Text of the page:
Don't waste your time or your yarn on the wrong pattern. Thinking ahead to prepare for your crochet project will assure that you pick the design that's right for you.
Step 1: Decide between free or store-bought patterns Decide how you want to search for your pattern. Many patterns can be found online for free and others can be purchased from craft or yarn stores.
Step 2: Find a pattern matching your crochet skill level Think about your crochet experience and look for a pattern that matches your skill level -- most patterns are rated as Beginner, Intermediate, or Advanced.
TIP: Master the chain stitch and the double crochet stitch. These are the stitches most commonly used with filet crochet.
Step 3: Understand filet crochet pattern schemes Learn how schemes are displayed in filet crochet patterns. Typically, empty squares represent open mesh spaces, and a square with an X is used to represent a filled space.
Step 4: Understand pattern abbreviations Understand the most common crochet abbreviations to make reading patterns easier. Consult crochet books or web sites to help you interpret abbreviations.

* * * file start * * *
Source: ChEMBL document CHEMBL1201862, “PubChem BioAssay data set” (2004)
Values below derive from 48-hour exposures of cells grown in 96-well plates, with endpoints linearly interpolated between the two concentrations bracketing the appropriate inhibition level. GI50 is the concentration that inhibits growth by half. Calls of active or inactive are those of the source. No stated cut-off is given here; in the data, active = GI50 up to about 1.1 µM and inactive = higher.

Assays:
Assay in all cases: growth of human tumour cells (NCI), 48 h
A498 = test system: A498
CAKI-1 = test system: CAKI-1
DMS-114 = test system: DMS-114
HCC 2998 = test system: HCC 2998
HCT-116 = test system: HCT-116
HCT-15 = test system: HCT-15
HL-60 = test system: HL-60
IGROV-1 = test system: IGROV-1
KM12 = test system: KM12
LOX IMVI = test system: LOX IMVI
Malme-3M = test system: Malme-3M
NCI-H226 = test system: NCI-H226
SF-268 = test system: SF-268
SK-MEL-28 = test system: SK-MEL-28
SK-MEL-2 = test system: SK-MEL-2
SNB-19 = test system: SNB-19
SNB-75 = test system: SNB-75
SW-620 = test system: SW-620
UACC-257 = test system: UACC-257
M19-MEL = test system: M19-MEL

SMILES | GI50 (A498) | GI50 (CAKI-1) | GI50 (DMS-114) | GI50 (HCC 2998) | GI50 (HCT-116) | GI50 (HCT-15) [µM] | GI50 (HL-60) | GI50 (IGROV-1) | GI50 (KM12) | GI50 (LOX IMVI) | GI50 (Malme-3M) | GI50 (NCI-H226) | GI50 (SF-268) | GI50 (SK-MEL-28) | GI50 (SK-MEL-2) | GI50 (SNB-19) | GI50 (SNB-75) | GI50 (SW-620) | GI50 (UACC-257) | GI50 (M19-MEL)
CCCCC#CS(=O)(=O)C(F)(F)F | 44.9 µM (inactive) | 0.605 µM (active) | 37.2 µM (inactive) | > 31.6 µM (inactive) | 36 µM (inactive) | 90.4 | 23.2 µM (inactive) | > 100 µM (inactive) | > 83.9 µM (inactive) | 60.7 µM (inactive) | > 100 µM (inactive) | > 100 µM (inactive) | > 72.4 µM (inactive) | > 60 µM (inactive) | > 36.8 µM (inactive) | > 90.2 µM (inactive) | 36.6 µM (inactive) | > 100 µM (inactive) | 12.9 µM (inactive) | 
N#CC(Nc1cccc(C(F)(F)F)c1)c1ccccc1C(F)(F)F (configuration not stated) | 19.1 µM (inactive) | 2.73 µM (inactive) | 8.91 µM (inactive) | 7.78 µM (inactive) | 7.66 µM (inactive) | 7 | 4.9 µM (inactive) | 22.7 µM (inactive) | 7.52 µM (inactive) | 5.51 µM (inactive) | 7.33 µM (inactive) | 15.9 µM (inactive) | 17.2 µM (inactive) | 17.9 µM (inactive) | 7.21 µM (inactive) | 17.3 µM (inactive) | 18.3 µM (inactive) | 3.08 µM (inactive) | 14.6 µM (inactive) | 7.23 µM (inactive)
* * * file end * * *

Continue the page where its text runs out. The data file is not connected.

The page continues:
Step 5: Crochet a swatch to test the pattern gauge Crochet a small swatch of approximately 10 by 10 stitches using the crochet gauge given in the pattern. Use the yarn and crochet hook specified in the pattern instructions.
TIP: Beginners should start crocheting with heavier yarn and smaller patterns. Stitch at least 10 rows to get past beginners' hurdles.
Step 6: Check the gauge and measurements Check the gauge and measurements of your swatch against the pattern. Make sure that the stitch count is consistent and that the outcome will be the size you want.
TIP: Adjust your hook to make your stitches match the pattern. Use a smaller hook if you have too few stitches, and a larger hook if you have too many.
Step 7: Start crocheting Start your crochet project and check your gauge as you go along to make sure that you are staying on track. Feel confident knowing that you're using the right pattern to get the product you want.
FACT: In the 1760s, James Hargreaves invented the Spinning Jenny, a machine that allowed a weaver to spin eight threads at once -- greatly increasing the speed in which yarns were made.